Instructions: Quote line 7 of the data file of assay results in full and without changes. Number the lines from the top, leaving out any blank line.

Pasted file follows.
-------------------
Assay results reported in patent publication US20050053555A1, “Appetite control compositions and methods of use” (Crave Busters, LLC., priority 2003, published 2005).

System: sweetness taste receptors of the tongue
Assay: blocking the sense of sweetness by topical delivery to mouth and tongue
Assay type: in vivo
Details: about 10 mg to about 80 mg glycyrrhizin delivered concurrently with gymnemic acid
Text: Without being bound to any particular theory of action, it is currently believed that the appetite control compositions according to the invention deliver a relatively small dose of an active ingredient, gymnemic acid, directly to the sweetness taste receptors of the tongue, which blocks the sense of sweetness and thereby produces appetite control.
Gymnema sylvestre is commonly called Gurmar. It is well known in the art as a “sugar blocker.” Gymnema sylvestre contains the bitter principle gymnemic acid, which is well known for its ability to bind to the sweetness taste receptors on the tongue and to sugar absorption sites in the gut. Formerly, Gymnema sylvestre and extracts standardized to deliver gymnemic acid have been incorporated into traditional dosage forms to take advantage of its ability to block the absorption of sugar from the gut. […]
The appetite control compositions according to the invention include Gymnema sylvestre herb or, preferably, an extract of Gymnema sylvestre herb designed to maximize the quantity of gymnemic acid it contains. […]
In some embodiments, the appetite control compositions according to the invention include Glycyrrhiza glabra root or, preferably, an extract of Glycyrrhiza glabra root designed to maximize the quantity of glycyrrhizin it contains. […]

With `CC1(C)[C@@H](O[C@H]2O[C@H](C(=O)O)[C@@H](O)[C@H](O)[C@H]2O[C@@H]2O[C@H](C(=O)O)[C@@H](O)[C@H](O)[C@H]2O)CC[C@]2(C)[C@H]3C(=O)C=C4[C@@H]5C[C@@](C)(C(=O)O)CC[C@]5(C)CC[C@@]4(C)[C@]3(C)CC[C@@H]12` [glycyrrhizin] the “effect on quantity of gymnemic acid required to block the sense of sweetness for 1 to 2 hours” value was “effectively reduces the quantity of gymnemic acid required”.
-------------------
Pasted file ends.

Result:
Gymnema sylvestre is commonly called Gurmar. It is well known in the art as a “sugar blocker.” Gymnema sylvestre contains the bitter principle gymnemic acid, which is well known for its ability to bind to the sweetness taste receptors on the tongue and to sugar absorption sites in the gut. Formerly, Gymnema sylvestre and extracts standardized to deliver gymnemic acid have been incorporated into traditional dosage forms to take advantage of its ability to block the absorption of sugar from the gut. […]